Japan Ex-Cop Pushes for Immigration Policy

Posted on: 14 Mar 2017  |   Tags: immigration , Japan , latest , News , visa ,

When you talk about the issue of public safety and acts of violence in Japan, nobody knows for sure the situation as much as TakajiKunimatsu.

The previous chief of the National Police Agency has handled some important criminal activities during the span of his career, including the Asama Sanso Incident of 1972. That incidence was a hostage clash between five armed members of the Red Army and a variety of terrorist violence including AumShinrikyo’s attack with sarin gas in 1995 on the Tokyo subway.

While Japan has not been attacked by foreign terrorist groups such as the Islamic state, experts and many members of the public are worried that the country faces such risk as more and more people will visit, study and work here.

Kunimatsu sees things a little differently and is leading a plan for Japan to accept more foreigners to solve their population problems.

"People have the impression that the police as a whole are against migration and think I'm insane," said Kunimatsu, himself a victim of a terrorist attack, in an interview with The Japan Times this week.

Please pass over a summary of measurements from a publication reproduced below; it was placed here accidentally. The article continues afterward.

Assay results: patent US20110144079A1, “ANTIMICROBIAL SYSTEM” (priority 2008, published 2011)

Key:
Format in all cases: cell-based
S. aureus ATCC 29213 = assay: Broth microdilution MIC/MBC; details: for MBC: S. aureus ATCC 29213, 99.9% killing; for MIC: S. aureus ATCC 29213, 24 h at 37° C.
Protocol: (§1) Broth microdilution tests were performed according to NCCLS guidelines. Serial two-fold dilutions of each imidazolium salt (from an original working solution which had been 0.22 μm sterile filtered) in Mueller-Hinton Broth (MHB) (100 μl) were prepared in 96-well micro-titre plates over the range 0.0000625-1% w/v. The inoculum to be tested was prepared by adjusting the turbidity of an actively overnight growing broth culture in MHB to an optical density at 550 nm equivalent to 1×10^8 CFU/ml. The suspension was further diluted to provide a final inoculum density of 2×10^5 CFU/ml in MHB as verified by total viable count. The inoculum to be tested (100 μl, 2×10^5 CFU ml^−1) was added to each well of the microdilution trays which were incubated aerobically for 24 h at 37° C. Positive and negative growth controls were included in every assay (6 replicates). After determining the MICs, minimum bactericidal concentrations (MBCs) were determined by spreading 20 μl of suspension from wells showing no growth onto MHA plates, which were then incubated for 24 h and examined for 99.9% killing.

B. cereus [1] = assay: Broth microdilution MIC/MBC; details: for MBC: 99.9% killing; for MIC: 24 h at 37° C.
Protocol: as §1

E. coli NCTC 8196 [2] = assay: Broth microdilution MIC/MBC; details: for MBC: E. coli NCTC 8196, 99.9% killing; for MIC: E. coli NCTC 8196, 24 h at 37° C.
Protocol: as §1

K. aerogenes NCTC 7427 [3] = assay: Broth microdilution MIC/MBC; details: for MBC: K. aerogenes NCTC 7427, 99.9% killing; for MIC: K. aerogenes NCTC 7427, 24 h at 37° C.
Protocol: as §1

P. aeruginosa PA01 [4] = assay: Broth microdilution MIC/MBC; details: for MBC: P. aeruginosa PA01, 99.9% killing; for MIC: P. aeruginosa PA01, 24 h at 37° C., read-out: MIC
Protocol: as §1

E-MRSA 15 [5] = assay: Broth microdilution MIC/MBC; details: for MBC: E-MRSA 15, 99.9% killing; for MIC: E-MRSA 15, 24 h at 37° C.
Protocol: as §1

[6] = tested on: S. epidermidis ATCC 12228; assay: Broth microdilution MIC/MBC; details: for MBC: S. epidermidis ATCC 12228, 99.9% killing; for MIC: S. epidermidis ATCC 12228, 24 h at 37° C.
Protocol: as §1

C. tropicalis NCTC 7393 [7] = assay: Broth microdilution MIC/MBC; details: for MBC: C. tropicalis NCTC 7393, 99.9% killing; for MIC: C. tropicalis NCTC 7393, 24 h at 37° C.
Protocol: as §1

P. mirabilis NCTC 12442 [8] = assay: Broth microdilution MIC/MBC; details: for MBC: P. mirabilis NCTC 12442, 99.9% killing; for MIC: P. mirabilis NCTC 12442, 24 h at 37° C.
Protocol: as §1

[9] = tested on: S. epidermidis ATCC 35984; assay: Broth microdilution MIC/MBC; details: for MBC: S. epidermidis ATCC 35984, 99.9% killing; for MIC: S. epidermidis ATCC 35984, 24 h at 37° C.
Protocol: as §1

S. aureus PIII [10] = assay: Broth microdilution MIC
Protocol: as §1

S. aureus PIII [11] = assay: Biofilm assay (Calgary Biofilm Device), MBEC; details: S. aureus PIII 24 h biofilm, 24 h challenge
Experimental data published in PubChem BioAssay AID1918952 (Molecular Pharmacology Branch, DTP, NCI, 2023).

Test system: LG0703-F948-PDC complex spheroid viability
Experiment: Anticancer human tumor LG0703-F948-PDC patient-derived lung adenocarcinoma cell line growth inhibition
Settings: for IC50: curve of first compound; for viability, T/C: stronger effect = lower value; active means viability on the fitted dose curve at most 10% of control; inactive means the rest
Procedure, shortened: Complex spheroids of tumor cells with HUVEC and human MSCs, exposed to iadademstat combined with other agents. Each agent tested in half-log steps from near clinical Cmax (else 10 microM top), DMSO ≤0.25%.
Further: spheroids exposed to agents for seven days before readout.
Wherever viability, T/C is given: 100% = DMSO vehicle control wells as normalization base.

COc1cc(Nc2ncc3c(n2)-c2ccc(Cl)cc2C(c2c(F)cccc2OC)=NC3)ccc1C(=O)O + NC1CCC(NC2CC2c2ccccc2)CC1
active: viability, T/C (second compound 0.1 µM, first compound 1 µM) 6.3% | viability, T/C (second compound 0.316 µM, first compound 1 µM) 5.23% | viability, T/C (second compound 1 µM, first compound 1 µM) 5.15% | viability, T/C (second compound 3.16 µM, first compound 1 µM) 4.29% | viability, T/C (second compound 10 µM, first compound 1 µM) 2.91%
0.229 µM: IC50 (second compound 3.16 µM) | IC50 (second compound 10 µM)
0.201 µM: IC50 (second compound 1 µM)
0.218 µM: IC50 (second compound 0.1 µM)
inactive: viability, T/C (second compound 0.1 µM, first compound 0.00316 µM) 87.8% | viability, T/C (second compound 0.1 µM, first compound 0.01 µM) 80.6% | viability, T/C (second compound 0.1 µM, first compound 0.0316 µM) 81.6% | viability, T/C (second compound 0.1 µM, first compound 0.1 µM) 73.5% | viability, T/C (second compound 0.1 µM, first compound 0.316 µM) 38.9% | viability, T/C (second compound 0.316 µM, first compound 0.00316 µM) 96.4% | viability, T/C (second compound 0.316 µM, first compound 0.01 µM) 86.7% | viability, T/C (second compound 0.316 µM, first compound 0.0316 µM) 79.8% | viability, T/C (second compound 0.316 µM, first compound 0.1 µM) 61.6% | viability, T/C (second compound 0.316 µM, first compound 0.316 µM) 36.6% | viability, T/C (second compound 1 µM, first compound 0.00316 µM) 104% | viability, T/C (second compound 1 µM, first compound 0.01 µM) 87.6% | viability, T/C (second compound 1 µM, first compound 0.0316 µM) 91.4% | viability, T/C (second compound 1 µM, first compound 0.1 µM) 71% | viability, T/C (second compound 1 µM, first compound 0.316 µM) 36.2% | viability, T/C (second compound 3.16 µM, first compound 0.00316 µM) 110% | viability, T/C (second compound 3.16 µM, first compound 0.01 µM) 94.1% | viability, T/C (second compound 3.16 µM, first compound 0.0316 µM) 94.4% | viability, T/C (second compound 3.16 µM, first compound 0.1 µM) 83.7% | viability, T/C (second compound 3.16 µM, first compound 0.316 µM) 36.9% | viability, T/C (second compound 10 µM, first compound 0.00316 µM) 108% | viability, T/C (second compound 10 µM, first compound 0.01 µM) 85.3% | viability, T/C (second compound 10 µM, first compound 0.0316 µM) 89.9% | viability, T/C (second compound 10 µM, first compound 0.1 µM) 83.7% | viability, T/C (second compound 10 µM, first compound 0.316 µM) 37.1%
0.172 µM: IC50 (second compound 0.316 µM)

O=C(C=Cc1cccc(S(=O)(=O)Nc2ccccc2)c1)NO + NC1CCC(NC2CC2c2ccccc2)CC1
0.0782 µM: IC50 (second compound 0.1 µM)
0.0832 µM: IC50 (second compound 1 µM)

Exactly Ten days after the March 1995 gas attack, which caused panic in government and law enforcement agencies, and eight days after police conducted attacks against Aum, Kunimatsu was seriously injured. Kunimatsu took three bullets - in the abdomen and other parts of his body. He retired as head of the NPA in 1997.

"But if you reason critically, you will grasp why it is imperative to have a proper system to take in and handle foreigners better, not only to cope with demographic decline but also to improve public safety."

The proposal by Kunimatsu arrives at a period when Prime Minister Shinzo Abe continues to evade any real talks on immigration rules, partly because of the palpable fears of the citizens that opening the country’s border to immigrants could put them at risk.

However, according to Kunimatsu, the most important question now emerging in Japan is not national security or the economy - two of Abe's political priorities - but a decline in population.

The prime minister discussed the problem of depopulation by attempting to use more women, including mothers and the elderly, as virgin sources of labor and also constructing nurseries and prolonging retirement age. But Kunimatsu argued that these steps were not sufficient to close the job gap, and Tokyo should seriously consider immigration.

Kunimatsu adds, however, that Japan must be selective in the kind of attributes it welcomes in its acceptance of foreign residents, such as their fluency in Japanese or the desire to live in peace with other members of society and their potential to contribute to Japan as well as their desire to build their future here.

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